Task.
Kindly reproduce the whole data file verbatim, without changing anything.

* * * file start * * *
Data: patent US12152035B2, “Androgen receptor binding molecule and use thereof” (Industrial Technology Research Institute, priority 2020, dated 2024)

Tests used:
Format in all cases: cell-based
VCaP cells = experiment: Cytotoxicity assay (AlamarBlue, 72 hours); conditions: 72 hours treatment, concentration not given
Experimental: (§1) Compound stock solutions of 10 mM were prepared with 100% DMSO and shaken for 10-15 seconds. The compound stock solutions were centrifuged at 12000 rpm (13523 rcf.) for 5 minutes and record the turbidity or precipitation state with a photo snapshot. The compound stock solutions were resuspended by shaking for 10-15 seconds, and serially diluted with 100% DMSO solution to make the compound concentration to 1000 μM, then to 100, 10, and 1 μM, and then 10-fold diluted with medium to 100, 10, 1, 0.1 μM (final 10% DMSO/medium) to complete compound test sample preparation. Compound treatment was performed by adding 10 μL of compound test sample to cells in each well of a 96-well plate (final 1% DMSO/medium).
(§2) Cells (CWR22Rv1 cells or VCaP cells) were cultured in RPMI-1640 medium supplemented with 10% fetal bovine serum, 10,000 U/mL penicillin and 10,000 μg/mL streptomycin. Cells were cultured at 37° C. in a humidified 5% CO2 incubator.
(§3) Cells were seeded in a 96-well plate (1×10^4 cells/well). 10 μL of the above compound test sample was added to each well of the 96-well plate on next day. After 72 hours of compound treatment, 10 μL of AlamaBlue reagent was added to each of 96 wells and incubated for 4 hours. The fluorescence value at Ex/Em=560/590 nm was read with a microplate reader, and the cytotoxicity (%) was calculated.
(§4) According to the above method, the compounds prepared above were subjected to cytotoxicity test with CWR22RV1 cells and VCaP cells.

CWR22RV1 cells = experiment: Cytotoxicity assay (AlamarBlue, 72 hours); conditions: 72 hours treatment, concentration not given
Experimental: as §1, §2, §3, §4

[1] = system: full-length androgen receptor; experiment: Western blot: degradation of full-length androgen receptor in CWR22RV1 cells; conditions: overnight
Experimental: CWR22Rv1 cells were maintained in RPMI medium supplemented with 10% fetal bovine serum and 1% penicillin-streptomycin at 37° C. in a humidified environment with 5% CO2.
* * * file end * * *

Data: patent US12152035B2, “Androgen receptor binding molecule and use thereof” (Industrial Technology Research Institute, priority 2020, dated 2024)

Tests used:
Format in all cases: cell-based
VCaP cells = experiment: Cytotoxicity assay (AlamarBlue, 72 hours); conditions: 72 hours treatment, concentration not given
Experimental: (§1) Compound stock solutions of 10 mM were prepared with 100% DMSO and shaken for 10-15 seconds. The compound stock solutions were centrifuged at 12000 rpm (13523 rcf.) for 5 minutes and record the turbidity or precipitation state with a photo snapshot. The compound stock solutions were resuspended by shaking for 10-15 seconds, and serially diluted with 100% DMSO solution to make the compound concentration to 1000 μM, then to 100, 10, and 1 μM, and then 10-fold diluted with medium to 100, 10, 1, 0.1 μM (final 10% DMSO/medium) to complete compound test sample preparation. Compound treatment was performed by adding 10 μL of compound test sample to cells in each well of a 96-well plate (final 1% DMSO/medium).
(§2) Cells (CWR22Rv1 cells or VCaP cells) were cultured in RPMI-1640 medium supplemented with 10% fetal bovine serum, 10,000 U/mL penicillin and 10,000 μg/mL streptomycin. Cells were cultured at 37° C. in a humidified 5% CO2 incubator.
(§3) Cells were seeded in a 96-well plate (1×10^4 cells/well). 10 μL of the above compound test sample was added to each well of the 96-well plate on next day. After 72 hours of compound treatment, 10 μL of AlamaBlue reagent was added to each of 96 wells and incubated for 4 hours. The fluorescence value at Ex/Em=560/590 nm was read with a microplate reader, and the cytotoxicity (%) was calculated.
(§4) According to the above method, the compounds prepared above were subjected to cytotoxicity test with CWR22RV1 cells and VCaP cells.

CWR22RV1 cells = experiment: Cytotoxicity assay (AlamarBlue, 72 hours); conditions: 72 hours treatment, concentration not given
Experimental: as §1, §2, §3, §4

[1] = system: full-length androgen receptor; experiment: Western blot: degradation of full-length androgen receptor in CWR22RV1 cells; conditions: overnight
Experimental: CWR22Rv1 cells were maintained in RPMI medium supplemented with 10% fetal bovine serum and 1% penicillin-streptomycin at 37° C. in a humidified environment with 5% CO2.